Welcome to the ninth thing in 12 Things SWKLS 2018. This month we’re going to learn about screencasting. Screencasting is a way to record your screen to share it with others. Screencasting is a great training tool and can be used to help show someone how to do something or find something. Screencasting may also be called Screen Recording. This will be part of a two part series. This month, we’re going to learn about screencasting and next month you’ll get a chance to record your own screencast.
The activities for this lesson are due September 30 at 11:59 pm central time and are worth 2 credit hours. Estimated work time: 1-4 hours.
If you don’t have want to learn about screencasting or would rather complete an alternate topic, please go to the alternate topic page and pick one from the list. You are also welcome to choose past topics or topics from the first round of Things.
If you get stuck and need help, please don’t hesitate to ask.
Exercises: (Due September 30, 2018 at 11:59 pm CDT)
Tools you will need:
- A computer with a browser.
- A tablet or other internet enabled device will also work for most of these activities.
- A microphone or headset (optional).
- A built-in mic in a laptop, phone, or tablet will also work.
- A headset or dedicated mic will give the best quality sound, but you don’t need to buy one for this lesson.
- An Internet connection.
Activity 1: (10-20 min)
- Watch at least one of the screencasts below:
Activity 2: (10 – 30 min)
- Think about topics you would like to cover in a screencast. This can be something really short and not as complicated as the examples above. Actually, the shorter the better.
- Some ideas include:
- How to get to something new on your website (such as yearbook images).
- How to search for a book on your card catalog.
- How to find or use a resource through the State Library.
- How to place a hold.
- How to access the card catalog from home.
- How to install the Library Mobile App.
- How to use parts of the Library Mobile App.
- Even something personal like showing a family member how to do something on Facebook or their email.
- Think about which device makes the most sense to record the screen.
- If you’re showing how to do something on a computer, it makes the most sense to record from a computer or laptop.
- If you’re showing how do to something from an app, it makes the most sense to do it from a tablet or phone so they’ll see what you’re seeing.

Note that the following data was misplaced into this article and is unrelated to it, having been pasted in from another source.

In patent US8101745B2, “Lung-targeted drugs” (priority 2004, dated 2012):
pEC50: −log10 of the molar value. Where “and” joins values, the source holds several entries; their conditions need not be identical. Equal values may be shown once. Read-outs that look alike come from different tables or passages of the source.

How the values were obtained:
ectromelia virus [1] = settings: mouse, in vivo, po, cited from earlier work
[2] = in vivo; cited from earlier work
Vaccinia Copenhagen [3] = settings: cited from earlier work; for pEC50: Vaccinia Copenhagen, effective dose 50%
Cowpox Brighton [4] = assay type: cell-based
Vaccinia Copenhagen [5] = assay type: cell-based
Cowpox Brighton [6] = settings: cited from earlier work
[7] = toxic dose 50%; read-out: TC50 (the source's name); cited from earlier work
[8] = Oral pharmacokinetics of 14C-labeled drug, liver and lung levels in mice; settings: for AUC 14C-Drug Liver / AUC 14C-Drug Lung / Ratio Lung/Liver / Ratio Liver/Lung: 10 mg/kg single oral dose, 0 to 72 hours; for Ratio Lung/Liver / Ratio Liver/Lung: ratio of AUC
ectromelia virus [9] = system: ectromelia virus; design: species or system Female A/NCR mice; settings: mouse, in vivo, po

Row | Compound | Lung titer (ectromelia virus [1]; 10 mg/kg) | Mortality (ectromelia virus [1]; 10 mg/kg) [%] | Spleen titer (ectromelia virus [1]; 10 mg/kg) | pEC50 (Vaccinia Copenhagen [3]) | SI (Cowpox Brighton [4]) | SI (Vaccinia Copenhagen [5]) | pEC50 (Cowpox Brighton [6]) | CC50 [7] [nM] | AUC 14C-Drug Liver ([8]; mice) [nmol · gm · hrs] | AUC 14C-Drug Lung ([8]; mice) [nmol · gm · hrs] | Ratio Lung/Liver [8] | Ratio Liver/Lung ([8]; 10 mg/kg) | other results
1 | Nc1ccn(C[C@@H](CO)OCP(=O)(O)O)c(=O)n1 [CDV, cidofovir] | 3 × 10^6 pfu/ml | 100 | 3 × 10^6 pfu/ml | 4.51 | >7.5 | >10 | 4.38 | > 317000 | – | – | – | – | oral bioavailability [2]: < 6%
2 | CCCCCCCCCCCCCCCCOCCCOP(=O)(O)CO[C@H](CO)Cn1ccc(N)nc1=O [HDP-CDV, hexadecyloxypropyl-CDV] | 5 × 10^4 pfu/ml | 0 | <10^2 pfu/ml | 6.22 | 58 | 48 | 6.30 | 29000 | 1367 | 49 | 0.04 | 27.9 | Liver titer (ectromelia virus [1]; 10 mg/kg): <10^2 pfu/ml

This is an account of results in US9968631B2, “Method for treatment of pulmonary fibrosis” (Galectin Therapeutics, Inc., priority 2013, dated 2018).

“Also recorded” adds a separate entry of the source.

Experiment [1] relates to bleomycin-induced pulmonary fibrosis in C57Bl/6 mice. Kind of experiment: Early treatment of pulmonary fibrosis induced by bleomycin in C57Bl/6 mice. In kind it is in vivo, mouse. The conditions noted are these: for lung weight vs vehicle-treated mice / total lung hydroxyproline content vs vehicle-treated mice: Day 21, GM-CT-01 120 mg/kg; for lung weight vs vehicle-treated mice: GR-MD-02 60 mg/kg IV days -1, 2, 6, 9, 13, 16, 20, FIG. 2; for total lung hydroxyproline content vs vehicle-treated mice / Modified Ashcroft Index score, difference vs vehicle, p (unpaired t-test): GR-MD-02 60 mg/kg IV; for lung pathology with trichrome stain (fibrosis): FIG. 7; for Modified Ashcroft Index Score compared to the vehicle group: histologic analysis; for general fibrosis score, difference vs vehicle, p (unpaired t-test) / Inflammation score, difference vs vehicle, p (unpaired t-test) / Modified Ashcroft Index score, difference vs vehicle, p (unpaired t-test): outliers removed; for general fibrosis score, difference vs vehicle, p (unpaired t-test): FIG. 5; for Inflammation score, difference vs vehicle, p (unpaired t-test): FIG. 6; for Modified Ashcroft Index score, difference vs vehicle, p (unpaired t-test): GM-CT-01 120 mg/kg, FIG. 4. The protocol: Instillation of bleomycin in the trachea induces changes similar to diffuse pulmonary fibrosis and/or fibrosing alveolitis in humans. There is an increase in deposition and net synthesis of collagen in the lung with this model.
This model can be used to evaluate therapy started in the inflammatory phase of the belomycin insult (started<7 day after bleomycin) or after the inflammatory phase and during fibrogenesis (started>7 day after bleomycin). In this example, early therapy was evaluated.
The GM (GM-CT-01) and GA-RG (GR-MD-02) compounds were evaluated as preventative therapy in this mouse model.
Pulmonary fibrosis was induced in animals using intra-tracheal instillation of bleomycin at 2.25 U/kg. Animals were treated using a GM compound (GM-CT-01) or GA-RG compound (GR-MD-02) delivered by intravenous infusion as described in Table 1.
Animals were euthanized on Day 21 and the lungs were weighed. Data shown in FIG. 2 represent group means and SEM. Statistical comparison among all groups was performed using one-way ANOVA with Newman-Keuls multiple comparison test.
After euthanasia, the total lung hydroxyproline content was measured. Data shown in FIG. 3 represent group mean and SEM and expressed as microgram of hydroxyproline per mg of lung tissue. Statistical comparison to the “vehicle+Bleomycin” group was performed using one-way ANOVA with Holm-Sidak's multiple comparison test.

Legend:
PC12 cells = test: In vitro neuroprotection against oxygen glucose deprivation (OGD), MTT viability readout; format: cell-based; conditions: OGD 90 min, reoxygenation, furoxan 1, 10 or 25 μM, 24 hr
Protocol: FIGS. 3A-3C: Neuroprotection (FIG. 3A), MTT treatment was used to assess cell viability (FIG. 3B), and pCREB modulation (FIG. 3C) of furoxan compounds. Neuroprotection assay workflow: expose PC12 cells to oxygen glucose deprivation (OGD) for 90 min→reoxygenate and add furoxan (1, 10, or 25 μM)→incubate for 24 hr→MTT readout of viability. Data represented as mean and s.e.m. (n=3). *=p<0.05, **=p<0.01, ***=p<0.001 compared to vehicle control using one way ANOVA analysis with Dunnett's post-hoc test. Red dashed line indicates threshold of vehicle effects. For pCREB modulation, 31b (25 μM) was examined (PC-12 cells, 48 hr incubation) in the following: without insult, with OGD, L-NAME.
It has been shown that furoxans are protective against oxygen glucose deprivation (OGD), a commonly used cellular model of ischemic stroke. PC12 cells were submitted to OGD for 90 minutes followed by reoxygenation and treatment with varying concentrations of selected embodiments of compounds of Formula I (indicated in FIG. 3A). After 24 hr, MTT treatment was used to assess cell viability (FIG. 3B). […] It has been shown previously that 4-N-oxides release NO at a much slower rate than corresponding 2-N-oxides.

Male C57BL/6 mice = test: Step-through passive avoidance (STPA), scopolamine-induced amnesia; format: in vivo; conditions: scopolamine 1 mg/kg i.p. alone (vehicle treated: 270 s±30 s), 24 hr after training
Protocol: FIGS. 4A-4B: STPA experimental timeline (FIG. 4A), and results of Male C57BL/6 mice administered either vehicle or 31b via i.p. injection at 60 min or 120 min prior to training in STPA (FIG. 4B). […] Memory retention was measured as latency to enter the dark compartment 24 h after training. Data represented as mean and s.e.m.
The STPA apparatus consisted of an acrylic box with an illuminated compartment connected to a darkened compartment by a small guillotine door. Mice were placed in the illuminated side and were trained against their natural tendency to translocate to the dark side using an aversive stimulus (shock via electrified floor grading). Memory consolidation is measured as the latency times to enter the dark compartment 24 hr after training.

Activity 3: (5- 10 min)
- Read the tips and tricks for screencasting below:
- You want to make your device as distraction free as possible.
- Hide and/or turn off your toolbars.
- To turn off the bookmars bar on Chrome:
- On your computer, open Chrome.
- At the top right, click More .
- Select Bookmarks Show Bookmarks Bar
- Close email and any programs that may show notifications (like messengers, etc).
- Close any extra programs and browser windows.
- Keep it short and simple.
- Keep it under 3 minutes, 5 minutes at the most.
- If it’s going to be longer, you might consider breaking it up into pieces.
- Talk slowly, type slowly, and click slower than normal.
- Write a script.
- Choose a good distraction free environment (preferably a room or office where you can shut the door).
- Test your equipment.
- Turn off all ringers and device sounds.
- Share, share, share when you’re done. Post it everywhere!
- Try not to call it a screencast. This helps attract viewers. Call it a tutorial, guide, etc.
Activity 4: (10-30 min)
- Decide which way you want to record your screen by looking at the software or app options listed below and then installing one of them.
- Note: if you’re on a library computer, you may need help installing one of these options. Don’t hesitate to call Steve or me for help.
- For free on a computer:
- If you have an iPad or iPhone with iOS 11, recording your screen is built in.
- If you have an Android tablet or phone. I recommend one of the following apps:
Activity 5: (10 – 30 min)
- Once you have your software or app installed, record a quick practice screencast.
- Share it with someone.
Activity 6: (10 – 30 min)
- Comment down below with the following:
- What did you record?
- Who did you share it with
- How do you see yourself or your library using screencasting or screen recording?
- What are you the most excited about?
- What do you not like?
- Reply to at least one person’s comment down below.
- Register for Thing 9.